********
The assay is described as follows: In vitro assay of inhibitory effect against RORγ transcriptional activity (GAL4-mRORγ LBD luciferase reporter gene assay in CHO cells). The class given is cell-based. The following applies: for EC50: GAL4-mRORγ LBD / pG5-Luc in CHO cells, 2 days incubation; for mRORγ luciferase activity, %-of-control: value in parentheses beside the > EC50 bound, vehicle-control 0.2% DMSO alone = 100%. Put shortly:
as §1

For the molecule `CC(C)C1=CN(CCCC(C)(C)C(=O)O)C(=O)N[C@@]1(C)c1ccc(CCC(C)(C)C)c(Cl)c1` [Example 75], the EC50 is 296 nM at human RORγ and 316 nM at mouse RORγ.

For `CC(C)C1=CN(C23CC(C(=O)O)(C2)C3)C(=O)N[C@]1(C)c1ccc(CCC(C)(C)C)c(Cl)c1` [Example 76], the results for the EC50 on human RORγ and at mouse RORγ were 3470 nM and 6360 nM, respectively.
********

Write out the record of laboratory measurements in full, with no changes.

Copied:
The assay is described as follows: In vitro assay of inhibitory effect against RORγ transcriptional activity (GAL4-mRORγ LBD luciferase reporter gene assay in CHO cells). The class given is cell-based. The following applies: for EC50: GAL4-mRORγ LBD / pG5-Luc in CHO cells, 2 days incubation; for mRORγ luciferase activity, %-of-control: value in parentheses beside the > EC50 bound, vehicle-control 0.2% DMSO alone = 100%. Put shortly:
as §1

For the molecule `CC(C)C1=CN(CCCC(C)(C)C(=O)O)C(=O)N[C@@]1(C)c1ccc(CCC(C)(C)C)c(Cl)c1` [Example 75], the EC50 is 296 nM at human RORγ and 316 nM at mouse RORγ.

For `CC(C)C1=CN(C23CC(C(=O)O)(C2)C3)C(=O)N[C@]1(C)c1ccc(CCC(C)(C)C)c(Cl)c1` [Example 76], the results for the EC50 on human RORγ and at mouse RORγ were 3470 nM and 6360 nM, respectively.